Now, there is something coming out that can have some tie in to this series by Patrick Rothfuss, but I want to take it in a different direction than that game. That one looks like it is more about the whole fantasy world, and like I said, it isn’t an actual game on the series, it just has a module for it, so it counts for me. I’d focus on the time at the university. People could take on different students, doing different things for different classes and the game would be split into four or five parts which would be different years at the school. Each turn you’d take an action to either study, go to classes, make money, or if you are playing a character who has money, just get money. You’d play as different characters who are studying at the university and at the end of each round you’d score points and depending on how you did and your income, you’d get your tuition set for the next year which would take money from you, and you’d repeat the process. If you didn’t have enough money, you’d be limited to actions in town or going and taking out a loan to be able to stay in school, but that would be costly for you. I think you could make this game interesting by having characters increase in skills, do sneaky things, and complete missions for teachers. I think I’d then have the players try and get as many points as they could in completing their education or at least advancing in it.
Killjoys is a space television series about a crew who picks up criminals and turns them in and deals generally with all the problems that are going on in their world. I don’t think I’d make my game as dramatic as the show, but I do think I’d set it up so that it really focuses on bringing in those criminals like the earlier part of the show does. It would somewhat be a pick-up and deliver game where you fly to a planet, pick up what you need, and deliver it back for money. However, the longer you go, the more troubles you are going to run into completing missions and also the more events and worse events that will be happening to the Quad, the area of planets you are working in. In the end, the winner would have the most money at the end of the game from bringing in criminals, but you have to decide how to use it because you might want to upgrade your ship, weapons, or crew to make the jobs easier.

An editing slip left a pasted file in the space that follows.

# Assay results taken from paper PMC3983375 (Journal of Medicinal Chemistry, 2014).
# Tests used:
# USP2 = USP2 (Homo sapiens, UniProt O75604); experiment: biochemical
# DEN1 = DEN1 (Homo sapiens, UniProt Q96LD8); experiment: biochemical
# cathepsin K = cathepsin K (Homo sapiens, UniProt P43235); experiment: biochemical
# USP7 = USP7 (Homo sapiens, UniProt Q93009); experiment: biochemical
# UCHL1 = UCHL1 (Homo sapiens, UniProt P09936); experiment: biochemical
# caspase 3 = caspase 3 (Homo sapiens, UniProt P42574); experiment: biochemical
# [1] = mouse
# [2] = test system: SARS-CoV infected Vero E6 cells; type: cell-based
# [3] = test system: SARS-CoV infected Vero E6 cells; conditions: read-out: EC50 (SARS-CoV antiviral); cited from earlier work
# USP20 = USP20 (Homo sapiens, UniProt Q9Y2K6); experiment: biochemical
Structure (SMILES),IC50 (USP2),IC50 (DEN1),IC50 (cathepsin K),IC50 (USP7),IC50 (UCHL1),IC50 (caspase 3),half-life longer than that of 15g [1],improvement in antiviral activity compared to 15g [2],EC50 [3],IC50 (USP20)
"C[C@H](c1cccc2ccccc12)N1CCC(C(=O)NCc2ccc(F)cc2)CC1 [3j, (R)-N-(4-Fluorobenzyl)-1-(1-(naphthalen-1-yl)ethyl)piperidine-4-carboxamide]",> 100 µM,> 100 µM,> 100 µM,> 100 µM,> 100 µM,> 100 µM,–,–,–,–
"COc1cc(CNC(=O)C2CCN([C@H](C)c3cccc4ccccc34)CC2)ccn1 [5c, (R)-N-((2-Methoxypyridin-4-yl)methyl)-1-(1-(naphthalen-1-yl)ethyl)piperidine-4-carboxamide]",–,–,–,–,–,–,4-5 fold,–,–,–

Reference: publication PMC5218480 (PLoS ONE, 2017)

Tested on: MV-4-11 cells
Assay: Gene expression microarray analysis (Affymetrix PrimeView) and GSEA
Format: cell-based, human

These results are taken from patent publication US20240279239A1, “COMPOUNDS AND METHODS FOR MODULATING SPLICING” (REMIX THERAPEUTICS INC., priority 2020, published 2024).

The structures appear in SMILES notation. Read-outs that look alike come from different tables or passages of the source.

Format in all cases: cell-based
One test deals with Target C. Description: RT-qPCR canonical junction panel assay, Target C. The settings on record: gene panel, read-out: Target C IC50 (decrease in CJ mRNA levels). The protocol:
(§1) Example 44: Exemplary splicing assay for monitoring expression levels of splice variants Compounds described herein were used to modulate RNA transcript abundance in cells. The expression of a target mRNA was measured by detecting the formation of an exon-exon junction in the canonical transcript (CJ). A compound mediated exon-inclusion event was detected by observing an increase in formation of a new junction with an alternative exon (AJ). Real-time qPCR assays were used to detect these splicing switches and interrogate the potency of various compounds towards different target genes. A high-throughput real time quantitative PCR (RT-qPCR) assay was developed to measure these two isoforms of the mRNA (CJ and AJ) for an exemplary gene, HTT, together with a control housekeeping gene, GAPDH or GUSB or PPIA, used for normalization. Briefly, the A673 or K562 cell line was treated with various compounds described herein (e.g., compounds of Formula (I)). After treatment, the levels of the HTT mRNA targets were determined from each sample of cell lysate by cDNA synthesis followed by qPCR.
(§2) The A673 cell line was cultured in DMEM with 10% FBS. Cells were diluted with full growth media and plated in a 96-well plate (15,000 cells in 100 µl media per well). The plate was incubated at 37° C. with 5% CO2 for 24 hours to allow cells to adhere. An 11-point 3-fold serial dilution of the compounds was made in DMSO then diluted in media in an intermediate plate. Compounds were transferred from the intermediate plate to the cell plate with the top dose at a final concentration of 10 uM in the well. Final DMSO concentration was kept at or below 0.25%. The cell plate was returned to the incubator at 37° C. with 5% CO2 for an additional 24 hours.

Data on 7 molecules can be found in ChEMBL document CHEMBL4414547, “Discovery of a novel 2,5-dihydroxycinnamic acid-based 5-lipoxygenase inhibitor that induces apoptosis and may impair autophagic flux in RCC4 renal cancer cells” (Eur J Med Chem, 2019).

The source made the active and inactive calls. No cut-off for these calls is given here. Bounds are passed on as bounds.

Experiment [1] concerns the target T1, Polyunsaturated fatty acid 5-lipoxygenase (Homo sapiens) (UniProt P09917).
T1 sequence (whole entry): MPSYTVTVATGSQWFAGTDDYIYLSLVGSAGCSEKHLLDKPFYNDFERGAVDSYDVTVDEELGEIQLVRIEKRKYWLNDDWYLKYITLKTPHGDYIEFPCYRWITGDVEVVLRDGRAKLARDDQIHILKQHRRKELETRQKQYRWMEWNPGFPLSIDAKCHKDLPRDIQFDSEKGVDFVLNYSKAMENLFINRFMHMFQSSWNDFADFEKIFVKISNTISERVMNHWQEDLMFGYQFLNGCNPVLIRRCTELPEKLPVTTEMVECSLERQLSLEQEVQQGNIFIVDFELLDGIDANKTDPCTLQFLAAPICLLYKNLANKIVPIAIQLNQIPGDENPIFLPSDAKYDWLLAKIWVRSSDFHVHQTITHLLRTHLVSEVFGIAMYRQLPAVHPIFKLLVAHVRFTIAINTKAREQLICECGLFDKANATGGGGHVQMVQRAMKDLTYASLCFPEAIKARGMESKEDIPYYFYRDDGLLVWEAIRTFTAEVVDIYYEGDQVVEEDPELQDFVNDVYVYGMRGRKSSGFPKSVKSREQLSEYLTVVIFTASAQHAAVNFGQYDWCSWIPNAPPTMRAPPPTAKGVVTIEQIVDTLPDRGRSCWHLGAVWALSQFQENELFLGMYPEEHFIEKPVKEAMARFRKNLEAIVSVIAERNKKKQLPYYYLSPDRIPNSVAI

I’m a little surprised I haven’t heard of one besides some company branding an ouija board with Stranger Things, because of money. For those who don’t know, Stranger things is about a girl who escapes from the grasp of an evil company that is messing around with her abilities and is also looking into another dimension, the Upside Down where there are monsters that start bleeding over into this small town. I would make this as an asymmetric game for up to five people as that’s about how it works in the game. There are the kids, the teenagers, the adults, the company, and the upside down. The upside down and the kids would be required to play the game, but the rest could be optional. As the kids, you are trying to keep Eleven safe and close the portal to the Upside Down, as the Upside Down, you are trying to capture all the kids or get enough monsters into the world that you win. If you were the adults, your goal would to find one of the kids who gets lost in the upside down, and as the teens your goal is to kill as many monsters as possible. Finally, as the company, your goal would be to keep Eleven alive, but have her under your control, and not have anyone else win for a certain number of rounds. I could also see cutting it down to three factions and having the people of the town, adults, teens, and kids, all be the same person. But I think it could be interesting, each group having their own special powers and goals that they are going for in the game.
What are some stories that you think would turn into a good board game? What are some of your favorites that are already board games?
Share questions, ideas for articles, or comments with us!
Yes, this is a four way showdown between the heavy hitters that I’ve played of the Lovecraftian world. Now, there are lot more Lovecraftian/elder god games out there, including Eldritch Horror that could have joined the list. In fact Eldritch Horror would have made a […]